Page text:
I’ve ranked these methods in decreasing order of performance/safety. But all can be used with satisfactory results if one follows precautions.

One of those precautions, or course, is to use a backup system that will protect you from all the Bad Things that might happen, from a disk crash to lost or stolen equipment or a fire or flood. So it’s wise to store backups on an external device, and best of all to store them offsite. For example, I use Time Machine. But I also use the scripts provided in DT Pro/Office to make Database Archives that can be stored offsite; I periodically update the Database Archives on a portable hard drive that I store at my bank.

The DEVONtechnologies developers are working on a synchronization plugin for a future release (no release yet scheduled).

It’s best to avoid using two copies of a database whose contents drift apart because new content is being added to each.There are ways to “equalize” them, but I try to avoid the issue in the first place.

Bill, thank you for the detailed reply.

At this point, it sounds like I should simply create one db on the MB and store things there that I could at some point ‘migrate’ to the other computer and store where they belong. And that if I needed to find something, I’d really need to use that single computer.

I think the SYNC thing will be wonderful!

Today, my db’s are on a 1TB external HD, which is copied to another one. I do need to put something in my safe though!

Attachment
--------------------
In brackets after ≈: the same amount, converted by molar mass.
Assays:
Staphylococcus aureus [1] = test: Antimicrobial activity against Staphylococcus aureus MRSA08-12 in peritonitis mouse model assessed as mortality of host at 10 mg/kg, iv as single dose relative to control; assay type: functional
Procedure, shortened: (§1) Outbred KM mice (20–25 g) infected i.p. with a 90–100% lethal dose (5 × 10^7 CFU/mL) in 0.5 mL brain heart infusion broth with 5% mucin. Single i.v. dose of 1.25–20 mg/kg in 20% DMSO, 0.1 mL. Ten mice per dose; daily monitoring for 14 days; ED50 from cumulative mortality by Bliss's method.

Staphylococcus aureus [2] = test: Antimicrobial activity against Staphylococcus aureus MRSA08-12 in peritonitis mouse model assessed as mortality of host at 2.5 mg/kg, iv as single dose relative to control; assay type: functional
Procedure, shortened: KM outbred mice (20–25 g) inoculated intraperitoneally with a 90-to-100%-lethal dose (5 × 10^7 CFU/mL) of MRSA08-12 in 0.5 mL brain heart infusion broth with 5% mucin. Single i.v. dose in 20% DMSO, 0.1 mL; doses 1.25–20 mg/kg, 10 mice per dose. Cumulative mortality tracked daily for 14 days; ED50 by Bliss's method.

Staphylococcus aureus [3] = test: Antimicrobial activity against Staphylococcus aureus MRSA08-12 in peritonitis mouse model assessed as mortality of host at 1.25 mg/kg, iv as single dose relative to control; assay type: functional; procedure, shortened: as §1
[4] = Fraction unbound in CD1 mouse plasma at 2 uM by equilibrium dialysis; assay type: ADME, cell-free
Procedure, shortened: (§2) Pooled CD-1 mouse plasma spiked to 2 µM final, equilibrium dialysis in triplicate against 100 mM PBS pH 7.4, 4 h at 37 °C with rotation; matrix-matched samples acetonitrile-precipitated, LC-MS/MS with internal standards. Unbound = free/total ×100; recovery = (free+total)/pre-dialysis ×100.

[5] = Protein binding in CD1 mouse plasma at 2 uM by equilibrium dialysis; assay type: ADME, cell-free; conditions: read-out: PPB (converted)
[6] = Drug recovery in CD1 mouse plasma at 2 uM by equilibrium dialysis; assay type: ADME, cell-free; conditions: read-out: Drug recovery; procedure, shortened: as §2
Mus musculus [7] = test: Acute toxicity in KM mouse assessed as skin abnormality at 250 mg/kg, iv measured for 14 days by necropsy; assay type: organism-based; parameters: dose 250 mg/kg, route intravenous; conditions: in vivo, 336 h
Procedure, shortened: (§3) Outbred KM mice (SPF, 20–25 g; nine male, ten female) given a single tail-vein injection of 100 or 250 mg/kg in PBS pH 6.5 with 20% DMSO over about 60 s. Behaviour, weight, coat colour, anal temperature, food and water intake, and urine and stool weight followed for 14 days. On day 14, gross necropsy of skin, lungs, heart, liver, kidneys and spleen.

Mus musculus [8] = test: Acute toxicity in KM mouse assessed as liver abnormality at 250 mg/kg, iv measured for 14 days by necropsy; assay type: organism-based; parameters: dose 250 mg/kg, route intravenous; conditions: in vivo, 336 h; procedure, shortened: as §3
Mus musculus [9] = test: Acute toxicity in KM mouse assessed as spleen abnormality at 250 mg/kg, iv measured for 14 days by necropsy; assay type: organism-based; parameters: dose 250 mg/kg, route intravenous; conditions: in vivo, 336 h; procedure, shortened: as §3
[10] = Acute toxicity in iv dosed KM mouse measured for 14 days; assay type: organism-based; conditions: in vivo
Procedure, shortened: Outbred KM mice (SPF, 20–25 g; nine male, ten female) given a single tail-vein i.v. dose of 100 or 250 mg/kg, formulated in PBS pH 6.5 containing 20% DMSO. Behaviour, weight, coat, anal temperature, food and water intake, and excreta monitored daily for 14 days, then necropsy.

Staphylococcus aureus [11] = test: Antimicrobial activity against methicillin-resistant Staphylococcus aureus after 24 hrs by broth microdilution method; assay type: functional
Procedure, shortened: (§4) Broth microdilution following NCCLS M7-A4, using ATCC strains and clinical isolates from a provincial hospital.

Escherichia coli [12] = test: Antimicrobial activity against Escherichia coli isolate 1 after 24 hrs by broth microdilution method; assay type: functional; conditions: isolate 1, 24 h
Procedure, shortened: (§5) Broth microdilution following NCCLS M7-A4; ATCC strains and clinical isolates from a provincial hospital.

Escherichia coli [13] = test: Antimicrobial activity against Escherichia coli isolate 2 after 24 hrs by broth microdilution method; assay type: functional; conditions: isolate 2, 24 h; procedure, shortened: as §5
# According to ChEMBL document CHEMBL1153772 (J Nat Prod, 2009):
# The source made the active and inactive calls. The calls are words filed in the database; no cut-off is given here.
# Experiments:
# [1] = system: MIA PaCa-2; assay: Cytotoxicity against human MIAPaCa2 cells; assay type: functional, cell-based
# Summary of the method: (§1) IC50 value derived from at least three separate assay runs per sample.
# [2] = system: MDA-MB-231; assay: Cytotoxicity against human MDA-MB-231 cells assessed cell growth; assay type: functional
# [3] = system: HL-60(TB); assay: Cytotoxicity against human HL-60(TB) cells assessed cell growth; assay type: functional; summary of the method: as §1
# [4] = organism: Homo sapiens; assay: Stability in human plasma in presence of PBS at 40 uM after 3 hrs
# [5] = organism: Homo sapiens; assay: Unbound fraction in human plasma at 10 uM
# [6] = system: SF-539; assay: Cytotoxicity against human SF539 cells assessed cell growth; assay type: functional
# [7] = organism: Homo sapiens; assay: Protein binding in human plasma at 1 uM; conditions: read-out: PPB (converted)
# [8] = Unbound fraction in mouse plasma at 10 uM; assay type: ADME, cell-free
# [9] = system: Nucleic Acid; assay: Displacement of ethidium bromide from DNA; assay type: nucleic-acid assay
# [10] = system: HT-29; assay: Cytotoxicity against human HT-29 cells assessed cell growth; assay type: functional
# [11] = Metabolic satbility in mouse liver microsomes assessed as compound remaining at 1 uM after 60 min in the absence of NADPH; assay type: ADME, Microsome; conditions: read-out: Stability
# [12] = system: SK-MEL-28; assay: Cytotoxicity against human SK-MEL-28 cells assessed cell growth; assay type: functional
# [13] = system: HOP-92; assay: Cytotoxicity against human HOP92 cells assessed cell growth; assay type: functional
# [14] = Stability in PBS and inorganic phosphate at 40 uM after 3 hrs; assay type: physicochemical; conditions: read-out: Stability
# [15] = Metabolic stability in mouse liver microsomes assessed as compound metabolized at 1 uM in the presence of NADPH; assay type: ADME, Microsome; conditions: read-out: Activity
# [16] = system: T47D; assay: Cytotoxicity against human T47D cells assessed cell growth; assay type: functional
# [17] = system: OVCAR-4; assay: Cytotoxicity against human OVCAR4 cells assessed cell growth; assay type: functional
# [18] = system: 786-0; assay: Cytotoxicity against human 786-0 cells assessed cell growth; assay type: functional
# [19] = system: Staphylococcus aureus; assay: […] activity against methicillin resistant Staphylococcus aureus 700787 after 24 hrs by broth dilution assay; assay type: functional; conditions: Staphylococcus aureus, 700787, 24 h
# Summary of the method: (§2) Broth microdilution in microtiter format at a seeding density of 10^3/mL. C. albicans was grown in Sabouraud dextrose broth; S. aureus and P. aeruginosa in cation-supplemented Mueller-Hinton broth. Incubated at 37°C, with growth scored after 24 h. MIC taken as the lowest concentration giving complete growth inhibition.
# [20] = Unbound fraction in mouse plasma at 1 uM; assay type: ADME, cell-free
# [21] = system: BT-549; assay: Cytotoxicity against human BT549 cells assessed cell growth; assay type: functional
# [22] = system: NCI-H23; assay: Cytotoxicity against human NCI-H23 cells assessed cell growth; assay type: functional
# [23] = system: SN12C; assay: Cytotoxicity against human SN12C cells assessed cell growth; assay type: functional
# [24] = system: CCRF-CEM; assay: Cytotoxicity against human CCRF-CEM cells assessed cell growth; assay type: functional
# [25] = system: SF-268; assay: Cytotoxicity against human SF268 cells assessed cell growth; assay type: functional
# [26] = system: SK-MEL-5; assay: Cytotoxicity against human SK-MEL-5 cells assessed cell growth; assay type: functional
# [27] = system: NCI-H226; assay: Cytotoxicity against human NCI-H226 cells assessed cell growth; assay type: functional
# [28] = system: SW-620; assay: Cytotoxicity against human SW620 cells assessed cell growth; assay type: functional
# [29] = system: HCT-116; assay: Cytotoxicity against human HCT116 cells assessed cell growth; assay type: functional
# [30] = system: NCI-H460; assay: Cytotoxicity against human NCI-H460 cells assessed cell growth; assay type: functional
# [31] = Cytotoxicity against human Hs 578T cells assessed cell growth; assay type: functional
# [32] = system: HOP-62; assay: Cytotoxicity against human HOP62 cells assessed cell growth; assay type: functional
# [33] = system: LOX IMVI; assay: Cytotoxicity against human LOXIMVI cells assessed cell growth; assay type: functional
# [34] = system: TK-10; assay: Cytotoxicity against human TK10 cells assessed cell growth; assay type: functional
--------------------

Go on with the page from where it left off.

I’m going to avoid the cloud thing all together. I do use MobileMe for the sync, but data like I’m putting in DT is much better in my home only.

Thanks again,

PS - You would NEVER know Round Rock - it’s major league now. Outlet mall, IKEA, Dell, huge medical complex/teaching hopsital/community college, toll road, etc. In the 16 years I’ve been here it’s changed a lot.

So much for my memories of Round Rock. :slight_smile:

But then, the population of the United States has almost tripled since I was born. There was no Internet then, nor any digital computers. The only computers at that time were analog computers, meaning that they either had gears or valves.

I have two primary databases, one for personal stuff and one for work stuff.

Since we are using macs, I use MobileMe “Back to my Mac” to access the computer were the database is on. If I’m home, I simply access the database base on the other Mac via the network.

I can only use one Mac at a time, so the chance of both Macs accessing the same DB at the same time is nil.

Two things on my wish list are 1) database synching; and 2) an iPhone app that uses MobileMe to access data on my Mac.